The ability of petitions to contribute to instilling democracy does not rely solely on legislative reforms, but also on the positions of political actors. The role of elected officials must be structured and their communication with their constituents enhanced. They must be convinced of the democratic and developmental consequences of the petitioning mechanism, and trust the capabilities and expertise of citizens without worrying or fearing the emergence of opposing parallel authority.
By contrast, civil actors still hold significant responsibility to abide by the legislative and regulatory requisites and to be aware of the impact of civil society’s advocacy actions as a framework to defend citizens’ rights rather than to serve personal interests. Associations are also expected to enhance their internal governance and transparency, including by making publicly available administrative and financial documents and promoting the values of openness, volunteerism, and initiative. Associations should also seize opportunities and ensure that they integrate petitions with other participatory democracy tools, such as legislative petitions, advisory opinions, and public discussion forums, whose activation has been delayed, contrary to constitutional requirements. So far, no legislative petition has been submitted due to the difficult formal and procedural conditions. Moreover, no consultative bodies - as stipulated under Chapter 13 of the Constitution - have been created to engage various social actors in drafting, activating, implementing, and evaluating public policies.
The petitioning mechanism was introduced as an attempt to diversify citizens’ engagement in decision-making processes and to consolidate the pillars of citizen democracy, which was a guiding principle of the constitutional and political reforms introduced by Morocco following the first wave of the Arab Spring. The existence of a legal framework for submitting petitions to public authorities and territorial collectivities allowed the launch and trial of this new tool and promises to uncover future opportunities to deliver social demands to decision-makers through public institutions. Many petitions turned into projects dedicated to fulfilling the needs of citizens and improving public functions.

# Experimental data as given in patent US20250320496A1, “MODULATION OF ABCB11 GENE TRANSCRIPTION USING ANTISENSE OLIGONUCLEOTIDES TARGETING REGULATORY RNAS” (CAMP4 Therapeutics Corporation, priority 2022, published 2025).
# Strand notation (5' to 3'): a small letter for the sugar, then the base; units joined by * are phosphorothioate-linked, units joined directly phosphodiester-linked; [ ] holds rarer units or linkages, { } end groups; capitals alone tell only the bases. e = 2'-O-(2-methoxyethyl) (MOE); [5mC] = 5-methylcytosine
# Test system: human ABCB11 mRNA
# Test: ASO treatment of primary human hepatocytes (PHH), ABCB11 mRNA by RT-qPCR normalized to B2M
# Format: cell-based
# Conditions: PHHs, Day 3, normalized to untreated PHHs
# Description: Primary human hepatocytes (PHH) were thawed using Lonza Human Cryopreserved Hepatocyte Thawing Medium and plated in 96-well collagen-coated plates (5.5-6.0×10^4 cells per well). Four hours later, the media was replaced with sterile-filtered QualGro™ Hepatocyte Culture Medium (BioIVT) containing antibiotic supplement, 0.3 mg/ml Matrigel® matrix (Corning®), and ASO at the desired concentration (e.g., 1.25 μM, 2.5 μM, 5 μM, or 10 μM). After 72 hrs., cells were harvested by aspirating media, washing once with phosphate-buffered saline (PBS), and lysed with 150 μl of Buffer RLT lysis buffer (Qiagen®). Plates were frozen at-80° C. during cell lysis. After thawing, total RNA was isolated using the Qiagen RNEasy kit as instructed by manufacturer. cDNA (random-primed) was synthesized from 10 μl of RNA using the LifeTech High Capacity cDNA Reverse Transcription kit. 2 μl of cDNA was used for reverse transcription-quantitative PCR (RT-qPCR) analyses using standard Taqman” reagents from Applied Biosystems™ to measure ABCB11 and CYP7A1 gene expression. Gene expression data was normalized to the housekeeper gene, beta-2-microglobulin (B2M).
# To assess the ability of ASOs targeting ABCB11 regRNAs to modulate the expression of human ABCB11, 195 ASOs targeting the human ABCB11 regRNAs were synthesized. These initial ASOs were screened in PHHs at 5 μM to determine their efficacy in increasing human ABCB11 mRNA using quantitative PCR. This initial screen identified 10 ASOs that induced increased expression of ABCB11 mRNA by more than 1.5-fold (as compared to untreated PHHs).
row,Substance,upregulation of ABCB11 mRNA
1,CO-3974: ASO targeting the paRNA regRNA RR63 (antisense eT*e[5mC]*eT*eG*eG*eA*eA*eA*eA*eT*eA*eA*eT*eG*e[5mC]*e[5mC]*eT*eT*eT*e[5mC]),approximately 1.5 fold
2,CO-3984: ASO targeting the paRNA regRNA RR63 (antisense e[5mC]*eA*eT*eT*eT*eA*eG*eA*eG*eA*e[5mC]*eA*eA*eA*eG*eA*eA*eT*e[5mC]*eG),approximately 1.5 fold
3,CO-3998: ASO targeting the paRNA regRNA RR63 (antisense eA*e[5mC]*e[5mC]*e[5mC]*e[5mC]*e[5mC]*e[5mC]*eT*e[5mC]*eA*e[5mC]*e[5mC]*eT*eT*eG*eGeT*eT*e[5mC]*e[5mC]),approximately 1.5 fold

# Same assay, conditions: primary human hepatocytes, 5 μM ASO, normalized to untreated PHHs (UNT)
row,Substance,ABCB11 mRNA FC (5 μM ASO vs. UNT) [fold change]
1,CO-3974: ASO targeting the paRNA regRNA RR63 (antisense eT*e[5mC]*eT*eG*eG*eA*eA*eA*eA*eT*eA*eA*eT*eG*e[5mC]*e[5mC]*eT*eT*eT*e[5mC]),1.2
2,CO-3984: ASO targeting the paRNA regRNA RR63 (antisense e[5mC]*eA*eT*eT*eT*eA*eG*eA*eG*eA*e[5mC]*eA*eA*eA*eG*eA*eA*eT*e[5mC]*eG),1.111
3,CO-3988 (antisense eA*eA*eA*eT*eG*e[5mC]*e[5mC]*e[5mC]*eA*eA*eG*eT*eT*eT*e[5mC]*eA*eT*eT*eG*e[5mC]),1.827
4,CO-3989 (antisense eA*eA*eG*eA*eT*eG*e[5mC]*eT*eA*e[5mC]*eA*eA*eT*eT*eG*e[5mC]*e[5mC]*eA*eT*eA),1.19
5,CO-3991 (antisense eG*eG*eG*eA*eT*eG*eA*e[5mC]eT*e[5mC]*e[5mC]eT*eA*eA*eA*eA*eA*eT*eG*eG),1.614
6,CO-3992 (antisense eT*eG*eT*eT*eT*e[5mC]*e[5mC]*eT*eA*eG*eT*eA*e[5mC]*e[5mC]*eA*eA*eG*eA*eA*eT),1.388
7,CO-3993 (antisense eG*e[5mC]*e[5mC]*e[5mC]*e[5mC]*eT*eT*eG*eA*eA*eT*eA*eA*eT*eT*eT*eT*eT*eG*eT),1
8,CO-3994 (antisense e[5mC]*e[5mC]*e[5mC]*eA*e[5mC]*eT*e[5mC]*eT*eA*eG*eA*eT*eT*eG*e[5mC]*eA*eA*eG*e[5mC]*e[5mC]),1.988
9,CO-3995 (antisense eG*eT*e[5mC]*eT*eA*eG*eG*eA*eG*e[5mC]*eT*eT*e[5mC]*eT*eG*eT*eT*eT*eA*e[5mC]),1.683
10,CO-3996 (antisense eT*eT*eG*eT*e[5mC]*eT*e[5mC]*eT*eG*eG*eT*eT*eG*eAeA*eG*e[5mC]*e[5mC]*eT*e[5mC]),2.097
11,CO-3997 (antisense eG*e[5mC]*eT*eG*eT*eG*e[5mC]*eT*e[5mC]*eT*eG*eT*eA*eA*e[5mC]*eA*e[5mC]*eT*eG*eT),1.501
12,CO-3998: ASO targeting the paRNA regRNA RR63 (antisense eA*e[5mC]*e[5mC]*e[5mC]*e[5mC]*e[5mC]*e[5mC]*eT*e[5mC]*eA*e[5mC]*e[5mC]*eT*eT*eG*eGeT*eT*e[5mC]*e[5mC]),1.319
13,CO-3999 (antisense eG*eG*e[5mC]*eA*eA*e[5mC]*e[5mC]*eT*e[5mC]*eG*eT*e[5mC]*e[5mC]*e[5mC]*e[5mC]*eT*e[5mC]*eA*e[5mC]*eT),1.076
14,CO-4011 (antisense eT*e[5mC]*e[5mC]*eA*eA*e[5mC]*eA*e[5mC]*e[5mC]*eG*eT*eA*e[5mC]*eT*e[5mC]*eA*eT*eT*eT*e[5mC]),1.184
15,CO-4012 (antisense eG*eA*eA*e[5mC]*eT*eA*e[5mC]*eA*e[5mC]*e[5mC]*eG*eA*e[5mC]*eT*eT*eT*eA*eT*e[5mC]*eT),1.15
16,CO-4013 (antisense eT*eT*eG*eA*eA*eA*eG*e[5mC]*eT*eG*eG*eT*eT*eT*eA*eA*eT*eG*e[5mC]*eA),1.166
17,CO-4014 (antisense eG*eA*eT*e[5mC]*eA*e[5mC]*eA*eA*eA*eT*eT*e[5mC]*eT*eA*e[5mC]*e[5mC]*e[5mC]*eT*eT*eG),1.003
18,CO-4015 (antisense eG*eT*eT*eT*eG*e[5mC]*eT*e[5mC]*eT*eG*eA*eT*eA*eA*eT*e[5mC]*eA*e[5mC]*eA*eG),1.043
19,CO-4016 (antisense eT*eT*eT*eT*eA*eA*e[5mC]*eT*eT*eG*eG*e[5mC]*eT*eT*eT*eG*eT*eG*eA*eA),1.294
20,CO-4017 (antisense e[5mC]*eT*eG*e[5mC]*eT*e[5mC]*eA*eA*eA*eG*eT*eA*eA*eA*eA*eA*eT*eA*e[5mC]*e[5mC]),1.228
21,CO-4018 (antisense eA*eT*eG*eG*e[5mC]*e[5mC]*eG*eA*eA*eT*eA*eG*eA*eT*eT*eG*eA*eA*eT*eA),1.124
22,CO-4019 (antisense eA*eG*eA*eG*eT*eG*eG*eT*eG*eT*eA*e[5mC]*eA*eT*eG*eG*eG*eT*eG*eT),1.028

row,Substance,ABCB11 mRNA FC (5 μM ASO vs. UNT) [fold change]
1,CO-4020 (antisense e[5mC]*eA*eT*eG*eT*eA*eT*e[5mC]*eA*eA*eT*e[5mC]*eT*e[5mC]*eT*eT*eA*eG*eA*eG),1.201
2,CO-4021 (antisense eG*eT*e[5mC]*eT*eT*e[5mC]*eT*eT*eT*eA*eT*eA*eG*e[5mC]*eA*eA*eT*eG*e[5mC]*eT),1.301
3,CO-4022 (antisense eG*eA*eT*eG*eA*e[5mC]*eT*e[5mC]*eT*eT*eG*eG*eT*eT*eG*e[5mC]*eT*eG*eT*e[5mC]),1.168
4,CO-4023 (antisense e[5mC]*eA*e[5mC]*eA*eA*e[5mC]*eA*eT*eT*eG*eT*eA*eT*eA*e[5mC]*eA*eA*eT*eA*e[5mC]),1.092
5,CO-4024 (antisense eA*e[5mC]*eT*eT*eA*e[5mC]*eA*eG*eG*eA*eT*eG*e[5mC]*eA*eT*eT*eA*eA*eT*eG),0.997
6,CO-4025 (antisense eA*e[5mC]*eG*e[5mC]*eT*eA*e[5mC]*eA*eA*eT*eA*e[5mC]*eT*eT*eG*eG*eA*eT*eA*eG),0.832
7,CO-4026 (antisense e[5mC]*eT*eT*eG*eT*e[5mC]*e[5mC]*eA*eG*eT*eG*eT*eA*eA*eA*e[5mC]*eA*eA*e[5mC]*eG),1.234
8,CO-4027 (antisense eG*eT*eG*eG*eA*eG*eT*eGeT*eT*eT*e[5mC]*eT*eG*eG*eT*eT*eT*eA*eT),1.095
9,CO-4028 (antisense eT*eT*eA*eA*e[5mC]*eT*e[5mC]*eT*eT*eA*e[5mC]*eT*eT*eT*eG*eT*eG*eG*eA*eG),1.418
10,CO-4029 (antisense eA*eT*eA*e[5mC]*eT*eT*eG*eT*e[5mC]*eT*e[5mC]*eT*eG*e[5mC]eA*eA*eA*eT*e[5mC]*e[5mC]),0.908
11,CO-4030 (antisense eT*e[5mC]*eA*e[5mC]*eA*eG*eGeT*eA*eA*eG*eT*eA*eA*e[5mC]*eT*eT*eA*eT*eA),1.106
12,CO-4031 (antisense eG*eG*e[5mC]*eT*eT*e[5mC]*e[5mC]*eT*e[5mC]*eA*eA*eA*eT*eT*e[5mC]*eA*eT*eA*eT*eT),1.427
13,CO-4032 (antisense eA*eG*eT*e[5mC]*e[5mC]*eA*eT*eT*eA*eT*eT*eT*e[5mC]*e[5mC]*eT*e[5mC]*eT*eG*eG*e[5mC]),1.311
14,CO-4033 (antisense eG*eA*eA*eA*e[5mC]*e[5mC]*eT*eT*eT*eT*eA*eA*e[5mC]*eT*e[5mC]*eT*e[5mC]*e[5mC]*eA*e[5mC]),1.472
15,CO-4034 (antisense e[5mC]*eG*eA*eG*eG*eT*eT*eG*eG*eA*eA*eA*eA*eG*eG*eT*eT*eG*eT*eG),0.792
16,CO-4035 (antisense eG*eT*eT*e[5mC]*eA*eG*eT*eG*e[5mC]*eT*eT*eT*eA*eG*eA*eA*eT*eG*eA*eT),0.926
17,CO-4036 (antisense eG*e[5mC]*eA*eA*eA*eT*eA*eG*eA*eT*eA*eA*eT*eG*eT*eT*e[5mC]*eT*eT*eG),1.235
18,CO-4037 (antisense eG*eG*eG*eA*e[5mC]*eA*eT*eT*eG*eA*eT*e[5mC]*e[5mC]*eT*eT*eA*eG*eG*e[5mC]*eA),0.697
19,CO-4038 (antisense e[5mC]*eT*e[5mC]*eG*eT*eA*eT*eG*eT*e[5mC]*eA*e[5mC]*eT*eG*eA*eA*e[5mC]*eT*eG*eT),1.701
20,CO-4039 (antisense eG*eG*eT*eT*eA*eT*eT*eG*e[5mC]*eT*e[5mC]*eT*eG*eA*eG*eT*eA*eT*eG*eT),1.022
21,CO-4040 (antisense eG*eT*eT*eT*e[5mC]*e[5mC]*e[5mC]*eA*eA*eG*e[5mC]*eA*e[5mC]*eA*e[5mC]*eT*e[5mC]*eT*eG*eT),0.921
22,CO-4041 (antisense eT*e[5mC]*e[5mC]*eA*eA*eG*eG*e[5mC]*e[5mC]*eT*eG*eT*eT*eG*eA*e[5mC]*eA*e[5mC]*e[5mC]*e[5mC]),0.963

However, various difficulties emanated from the practice, hindering the effectiveness of this mechanism and its potential to contribute to strengthening citizens’ participation. Legislative reforms were not followed by administrative and pedagogical actions that urge public authorities and territorial collectivities to deal positively with the submitted petitions. There was also a clear paradox between working to promote the propositional and participatory aspect of petitions and the rising tension between State and society. Social protests increased considerably, negatively impacting the means of communication and participation in responding to pressing social demands.
The complexity of the legal and regulatory conditions, as well as the weak culture of participation, threaten to turn petitioning from an opportunity to strengthen citizens’ participation into a political marketing tool to legitimise public policies and give them popular approval, without reflecting the demands of the people. This shows a need to deepen the democratic mechanism of petitioning to avoid them increasingly a tool for the elite to settle scores.
The weakness of representative democracy and the retreat of the advocacy and mediation roles of civil society could risk further deepening the gap between society and the State. Simplifying the petitioning procedures could increase citizens’ participation in setting and tracking public policies, be it directly or through civil society associations. However, this is contingent on implementing legal and regulatory reforms, which fall under the bigger picture of consolidating the pillars of representative democracy and renewing the tools of participatory democracy.
The views represented in this paper are those of the author(s) and do not necessarily reflect the views of the Arab Reform Initiative, its staff, or its board.